Hi Ralph,

Thanks for the question!
According to the "explain" result you got, the optimization worked exactly as expected with this query:

"DYNAMIC SERVER FILTER BY FILE_ID IN (SS.FILE_ID)" means a skip-scan instead of a full-scan over BULK_TABLE will be executed at runtime based on the values of "file_id" it got from the inner query.

So I need to know a few more things:
1. What is the Primary Key definition of your BULK_TABLE?
2. How many (approximately) distinct "file_id" values are there in the BULK_TABLE? (If you don't know for sure, you can just run a query to find out).
3. How long does it take to run a full-scan query on BULK_TABLE, like "select * from BULK_TABLE"?
4. How long does it take to run a full-scan join query on BULK_TABLE, like "select * from BULK_TABLE join (select file_id, recnum from BULK_TABLE) as SS on BULK_TABLE.file_id = SS.file_id and BULK_TABLE.recnum = SS.recnum"?


Thanks,
Maryann


On Thu, Dec 11, 2014 at 6:28 PM, Perko, Ralph J <Ralph.Perko@pnnl.gov> wrote:
Hi,

Thanks for all your help thus far with Phoenix. 

I am trying to understand the best way to construct a query that returns all the fields from a table but still takes advantage of a single field secondary index.   I have a table with upwards of 50 fields and do not wish to index them all but the use case exists to return them all. 

My general approach is to first select the records I want using an indexed field then use the returned pk values to get the entire record in the form of a subselect or join.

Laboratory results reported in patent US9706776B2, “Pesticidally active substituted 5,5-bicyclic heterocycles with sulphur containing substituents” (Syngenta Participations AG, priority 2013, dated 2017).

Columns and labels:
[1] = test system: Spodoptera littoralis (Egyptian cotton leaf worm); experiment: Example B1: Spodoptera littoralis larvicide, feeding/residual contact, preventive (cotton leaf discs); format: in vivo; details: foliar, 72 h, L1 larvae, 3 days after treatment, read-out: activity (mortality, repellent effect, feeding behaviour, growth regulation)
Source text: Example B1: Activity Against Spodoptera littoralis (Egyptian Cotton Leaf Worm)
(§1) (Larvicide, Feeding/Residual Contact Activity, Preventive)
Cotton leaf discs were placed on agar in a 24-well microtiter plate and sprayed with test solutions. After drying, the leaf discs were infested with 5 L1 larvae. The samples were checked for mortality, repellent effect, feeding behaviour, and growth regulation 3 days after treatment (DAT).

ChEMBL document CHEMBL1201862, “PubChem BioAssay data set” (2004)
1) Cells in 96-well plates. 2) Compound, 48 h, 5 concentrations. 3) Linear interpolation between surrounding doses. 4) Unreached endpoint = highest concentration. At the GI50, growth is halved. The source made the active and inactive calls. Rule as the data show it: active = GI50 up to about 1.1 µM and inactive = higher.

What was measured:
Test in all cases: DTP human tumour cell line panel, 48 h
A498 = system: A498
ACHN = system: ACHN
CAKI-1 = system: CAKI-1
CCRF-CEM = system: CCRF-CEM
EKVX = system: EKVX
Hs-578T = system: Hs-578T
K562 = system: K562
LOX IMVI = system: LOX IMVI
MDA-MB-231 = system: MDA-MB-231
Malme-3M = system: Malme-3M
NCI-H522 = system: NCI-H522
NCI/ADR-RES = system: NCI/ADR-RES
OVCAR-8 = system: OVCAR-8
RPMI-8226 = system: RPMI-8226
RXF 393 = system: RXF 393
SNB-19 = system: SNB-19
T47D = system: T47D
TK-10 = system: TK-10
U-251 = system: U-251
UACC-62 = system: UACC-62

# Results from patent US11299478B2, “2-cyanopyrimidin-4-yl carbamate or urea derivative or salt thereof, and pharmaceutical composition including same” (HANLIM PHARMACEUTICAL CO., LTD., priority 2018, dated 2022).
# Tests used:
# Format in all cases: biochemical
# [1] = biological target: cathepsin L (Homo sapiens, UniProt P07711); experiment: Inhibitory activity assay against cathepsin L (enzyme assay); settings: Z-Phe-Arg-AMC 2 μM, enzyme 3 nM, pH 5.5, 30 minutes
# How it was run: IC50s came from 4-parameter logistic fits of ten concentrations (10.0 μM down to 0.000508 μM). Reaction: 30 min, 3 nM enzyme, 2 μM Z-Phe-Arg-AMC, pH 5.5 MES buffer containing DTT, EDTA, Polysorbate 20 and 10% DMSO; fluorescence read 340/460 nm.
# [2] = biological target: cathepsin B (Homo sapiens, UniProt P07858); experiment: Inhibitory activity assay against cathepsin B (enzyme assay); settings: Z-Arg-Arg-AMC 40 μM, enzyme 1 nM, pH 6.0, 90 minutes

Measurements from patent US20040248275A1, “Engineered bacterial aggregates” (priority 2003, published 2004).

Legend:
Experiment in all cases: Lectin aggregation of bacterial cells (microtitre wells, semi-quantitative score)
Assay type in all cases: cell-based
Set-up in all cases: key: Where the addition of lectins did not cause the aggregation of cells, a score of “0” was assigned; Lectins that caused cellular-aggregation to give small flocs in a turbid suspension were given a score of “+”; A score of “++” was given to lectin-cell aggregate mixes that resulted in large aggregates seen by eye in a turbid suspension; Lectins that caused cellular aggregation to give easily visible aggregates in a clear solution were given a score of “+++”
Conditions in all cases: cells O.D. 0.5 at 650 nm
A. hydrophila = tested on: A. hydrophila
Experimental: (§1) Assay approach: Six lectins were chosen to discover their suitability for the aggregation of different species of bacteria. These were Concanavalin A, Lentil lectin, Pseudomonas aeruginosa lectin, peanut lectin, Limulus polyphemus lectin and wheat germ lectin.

The initial select executes very fast, sub-second , returning close to 3000 records.  When used as a subselect or join the entire query takes very long (over 15min)  or does not return.   Based on the processing plans it appears there is a lot more going on than just a simple look-up of the values returned in the subselect.  Is there a way to do this using Phoenix SQL syntax?

Any suggestions are appreciated.

Initial indexed query (very fast):

SELECT file_id,recnum 

FROM BULK_TABLE 

WHERE saddr IN (ip1,ip2,ip3))


file_id and recnum make up the primary key


Plan:

| CLIENT PARALLEL 10-WAY SKIP SCAN ON 30 KEYS OVER BULK_TABLE_SADDR_IDX [0,1,000,004,076] - [9,1,000,142,114] |

| CLIENT MERGE SORT |


Used as a subselect (times out):

SELECT * FROM BULK_TABLE 

WHERE (file_id,recnum) IN(SELECT file_id,recnum 

              FROM BULK_TABLE 

      WHERE saddr IN (ip1,ip2,ip3));

Plan:

| CLIENT PARALLEL 10-WAY FULL SCAN OVER BULK_TABLE |

| CLIENT MERGE SORT |

|     PARALLEL SEMI-JOIN TABLE 0 (SKIP MERGE) |

|         CLIENT PARALLEL 10-WAY SKIP SCAN ON 30 KEYS OVER BULK_TABLE_SADDR_IDX [0,1,000,004,076] - [9,1,000,142,114] |

|             SERVER AGGREGATE INTO DISTINCT ROWS BY [RECNUM, FILE_ID] |

|         CLIENT MERGE SORT |

|     DYNAMIC SERVER FILTER BY FILE_ID IN ($1.$3) |


Another approach using using a join instead:


SELECT * 

FROM BULK_TABLE 

JOIN 

    (SELECT file_id, recnum 

     FROM BULK_TABLE 

     WHERE saddr in (ip1,ip2,ip3)) AS SS 

ON BULK_TABLE.file_id = SS.file_id AND BULK_TABLE.recnum = SS.recnum;


Runs faster but still can take about 15min


Plan:


| CLIENT PARALLEL 10-WAY FULL SCAN OVER BULK_TABLE |

| CLIENT MERGE SORT |

|     PARALLEL INNER-JOIN TABLE 0 |

|         CLIENT PARALLEL 10-WAY SKIP SCAN ON 30 KEYS OVER BULK_TABLE_SADDR_IDX [0,1,000,004,076] - [9,1,000,142,114] |

|         CLIENT MERGE SORT |

|     DYNAMIC SERVER FILTER BY FILE_ID IN (SS.FILE_ID) |



Is there a more efficient way to run a query such as this?

Thanks!
Ralph







--
Thanks,
Maryann